• 19. It takes teachers almost a decade longer to reachpeak earnings than it does for other professionalsEducation Resource Strategies 19
  • 20. Even though salary components are the same, the details differ significantly across districts…creating different incentives TOTAL POSSIBLE RAISES OVER TEACHER’S CAREER 100% Performance Pay 90% National Board 80% Certification 70% Leadership 60% Roles 50% Education 40% 30% Experience 20% 10% 0% TotalPossible $47k $54k $42k $61k $55k $60K $48k $47k $56k $42k $50k $49k $50k Raise % Over 124% 156% 92% 142% 122% 135% 113% 115% 131% 117% 111% 134% 128% BaseSource: Salary Schedules and Teacher Contracts. Education Resource Strategies 20
  • 21. This typical district devotes less than 2% of allteacher compensation spending to reward increasedteacher contribution or performance $500 Million 100% 24% Benefits 80% >1% Responsibility & Results 27% 60% Longevity 7% Education 40% Base 20% 42% 0% District with Senior Teacher ForceSource: ERS AnalysisEducation Resource Strategies 21
  • 22. A single salary structure with automatic lane and step increases, combined with COLA, forces the district to invest significantly in characteristics that research shows do not impact student achievement.District A’s Projected Teacher Across all the teachers in the Compensation Costs district, this adds up to an $298- additional $7-9 million next year or $350 $266- $309m $40-50 million by FY15 just to pay $258m $268m $300 the salary and benefit increases $250 of the existing workforce Benefits $200 Other pay $150 Longevity $7m = laying off 88 teachers at avg. $100 Education compensation OR 127 first year teachers Base $50 $- $40m= laying off 416 teachers at avg. compensation OR 657 first year teachers FY10 FY11 FY15 Assumptions: •Base salary, education and step all increase by 2.1% COLA •Same size teacher workforce & no attrition savings •Benefits pegged at 34% of salary Education Resource Strategies 22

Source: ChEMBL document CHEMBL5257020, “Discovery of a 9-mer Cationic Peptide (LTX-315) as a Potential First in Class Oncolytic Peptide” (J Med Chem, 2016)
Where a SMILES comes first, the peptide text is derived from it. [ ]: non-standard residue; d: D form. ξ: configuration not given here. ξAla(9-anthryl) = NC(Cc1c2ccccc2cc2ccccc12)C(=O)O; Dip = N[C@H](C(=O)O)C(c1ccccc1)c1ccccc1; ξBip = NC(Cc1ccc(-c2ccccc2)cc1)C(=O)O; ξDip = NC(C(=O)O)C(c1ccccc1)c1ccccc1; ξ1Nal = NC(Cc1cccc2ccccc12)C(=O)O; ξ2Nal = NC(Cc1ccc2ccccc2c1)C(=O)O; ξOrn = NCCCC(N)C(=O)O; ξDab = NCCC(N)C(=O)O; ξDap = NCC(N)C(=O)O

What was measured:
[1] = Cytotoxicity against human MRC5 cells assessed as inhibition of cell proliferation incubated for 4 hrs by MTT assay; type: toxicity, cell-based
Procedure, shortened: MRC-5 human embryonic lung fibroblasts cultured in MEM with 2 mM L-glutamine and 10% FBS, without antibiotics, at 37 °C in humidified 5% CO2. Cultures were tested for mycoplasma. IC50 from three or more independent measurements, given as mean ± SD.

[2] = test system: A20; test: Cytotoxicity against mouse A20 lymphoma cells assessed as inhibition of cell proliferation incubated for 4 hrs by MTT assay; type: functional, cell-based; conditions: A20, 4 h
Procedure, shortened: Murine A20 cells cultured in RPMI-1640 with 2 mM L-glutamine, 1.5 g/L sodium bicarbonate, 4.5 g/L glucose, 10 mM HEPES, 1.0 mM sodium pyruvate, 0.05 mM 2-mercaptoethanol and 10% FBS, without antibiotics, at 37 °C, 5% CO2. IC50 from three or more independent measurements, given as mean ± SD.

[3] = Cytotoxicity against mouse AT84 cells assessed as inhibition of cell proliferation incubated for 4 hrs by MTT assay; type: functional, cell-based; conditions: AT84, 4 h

• 23. This is not to suggest district should invest less inteaching effectiveness, just that they should changethe nature of their investment Educational Attainment Contribution Experience PerformanceEducation Resource Strategies 23
  • 24. If slicing the current pie is not sufficient to meetcompensation goals, then districts need to findways to reallocate resources to make a bigger pieSmall reductions in class size make little difference in studentperformance unless class sizes are reduced to 13-17 student or lower;and can even work against teaching quality efforts Need for $ for MORE additional high PD quality teachers Class size reductionEducation Resource Strategies 24
  • 25. What should it look like? Provides job-embeddedopportunities for professional growth throughteaming and collaborative planning time.Education Resource Strategies 25